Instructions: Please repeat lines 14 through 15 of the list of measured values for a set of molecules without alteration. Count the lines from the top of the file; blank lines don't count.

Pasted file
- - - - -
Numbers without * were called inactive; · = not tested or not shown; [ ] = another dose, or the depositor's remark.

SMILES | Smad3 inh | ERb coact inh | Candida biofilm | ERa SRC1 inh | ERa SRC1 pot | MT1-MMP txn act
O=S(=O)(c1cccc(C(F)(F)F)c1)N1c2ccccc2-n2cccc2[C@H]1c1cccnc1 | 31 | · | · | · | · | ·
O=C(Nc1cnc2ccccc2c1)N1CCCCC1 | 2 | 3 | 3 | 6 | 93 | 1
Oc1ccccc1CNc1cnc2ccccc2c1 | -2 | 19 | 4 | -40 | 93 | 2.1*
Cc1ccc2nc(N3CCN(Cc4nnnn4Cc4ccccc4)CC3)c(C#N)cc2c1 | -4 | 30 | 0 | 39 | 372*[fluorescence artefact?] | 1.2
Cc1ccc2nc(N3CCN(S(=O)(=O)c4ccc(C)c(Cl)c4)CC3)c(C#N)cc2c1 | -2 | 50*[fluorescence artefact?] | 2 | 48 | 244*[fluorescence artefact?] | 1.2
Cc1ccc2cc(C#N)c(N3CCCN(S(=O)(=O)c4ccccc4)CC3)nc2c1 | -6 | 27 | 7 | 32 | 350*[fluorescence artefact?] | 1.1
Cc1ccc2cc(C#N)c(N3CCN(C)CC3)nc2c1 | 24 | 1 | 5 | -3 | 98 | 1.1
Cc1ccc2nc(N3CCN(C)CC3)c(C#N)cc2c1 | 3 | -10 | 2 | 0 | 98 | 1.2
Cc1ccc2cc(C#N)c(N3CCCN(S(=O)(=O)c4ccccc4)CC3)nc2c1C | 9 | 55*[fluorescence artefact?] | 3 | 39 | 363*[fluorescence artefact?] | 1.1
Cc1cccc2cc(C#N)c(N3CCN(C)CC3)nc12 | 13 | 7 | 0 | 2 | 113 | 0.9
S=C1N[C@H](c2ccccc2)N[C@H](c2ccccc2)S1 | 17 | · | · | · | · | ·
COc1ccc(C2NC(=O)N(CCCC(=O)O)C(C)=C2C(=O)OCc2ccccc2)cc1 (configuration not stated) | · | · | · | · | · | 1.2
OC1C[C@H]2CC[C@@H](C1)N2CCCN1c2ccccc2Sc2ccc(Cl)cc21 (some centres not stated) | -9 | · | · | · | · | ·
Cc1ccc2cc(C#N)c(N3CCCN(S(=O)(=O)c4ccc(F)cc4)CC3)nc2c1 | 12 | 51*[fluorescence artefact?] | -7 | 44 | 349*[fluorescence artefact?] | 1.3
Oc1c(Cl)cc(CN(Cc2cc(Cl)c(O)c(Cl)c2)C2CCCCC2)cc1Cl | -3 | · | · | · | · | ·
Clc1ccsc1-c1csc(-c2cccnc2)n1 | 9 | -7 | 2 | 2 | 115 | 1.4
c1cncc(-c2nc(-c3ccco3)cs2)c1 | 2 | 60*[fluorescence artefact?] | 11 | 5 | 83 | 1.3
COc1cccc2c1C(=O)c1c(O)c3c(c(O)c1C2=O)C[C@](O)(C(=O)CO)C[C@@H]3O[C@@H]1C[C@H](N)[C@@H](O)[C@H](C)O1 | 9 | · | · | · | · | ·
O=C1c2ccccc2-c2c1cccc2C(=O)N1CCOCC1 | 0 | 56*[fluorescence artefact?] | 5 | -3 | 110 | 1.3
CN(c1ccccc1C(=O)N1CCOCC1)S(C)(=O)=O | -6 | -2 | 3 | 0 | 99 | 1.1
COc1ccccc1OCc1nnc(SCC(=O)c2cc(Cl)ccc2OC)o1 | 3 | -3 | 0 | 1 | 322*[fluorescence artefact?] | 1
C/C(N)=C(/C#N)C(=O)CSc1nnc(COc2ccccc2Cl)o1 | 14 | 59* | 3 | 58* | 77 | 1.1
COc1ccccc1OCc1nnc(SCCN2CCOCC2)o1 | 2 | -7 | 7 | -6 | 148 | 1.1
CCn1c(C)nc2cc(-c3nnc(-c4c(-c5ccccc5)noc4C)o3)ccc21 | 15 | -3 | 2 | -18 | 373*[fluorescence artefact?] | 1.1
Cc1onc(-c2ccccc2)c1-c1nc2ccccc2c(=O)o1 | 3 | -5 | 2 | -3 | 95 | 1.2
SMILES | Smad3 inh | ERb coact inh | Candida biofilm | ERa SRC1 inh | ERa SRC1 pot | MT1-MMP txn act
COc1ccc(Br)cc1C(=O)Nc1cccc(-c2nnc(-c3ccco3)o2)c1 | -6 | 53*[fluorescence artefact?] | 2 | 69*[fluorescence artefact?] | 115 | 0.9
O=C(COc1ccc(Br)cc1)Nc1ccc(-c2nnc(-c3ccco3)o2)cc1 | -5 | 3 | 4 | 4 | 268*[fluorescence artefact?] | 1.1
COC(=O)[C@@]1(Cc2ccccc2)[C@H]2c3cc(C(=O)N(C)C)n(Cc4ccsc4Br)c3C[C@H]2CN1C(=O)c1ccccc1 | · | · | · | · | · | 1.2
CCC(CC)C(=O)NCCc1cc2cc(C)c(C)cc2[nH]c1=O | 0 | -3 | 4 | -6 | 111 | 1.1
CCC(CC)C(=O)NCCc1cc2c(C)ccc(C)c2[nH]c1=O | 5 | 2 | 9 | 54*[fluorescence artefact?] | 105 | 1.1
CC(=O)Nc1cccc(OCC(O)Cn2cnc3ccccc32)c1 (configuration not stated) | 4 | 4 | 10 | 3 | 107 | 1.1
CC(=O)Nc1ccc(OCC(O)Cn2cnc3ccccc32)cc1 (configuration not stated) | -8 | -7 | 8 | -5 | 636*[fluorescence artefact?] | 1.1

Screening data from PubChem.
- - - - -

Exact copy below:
COc1ccc(C2NC(=O)N(CCCC(=O)O)C(C)=C2C(=O)OCc2ccccc2)cc1 (configuration not stated) | · | · | · | · | · | 1.2
OC1C[C@H]2CC[C@@H](C1)N2CCCN1c2ccccc2Sc2ccc(Cl)cc21 (some centres not stated) | -9 | · | · | · | · | ·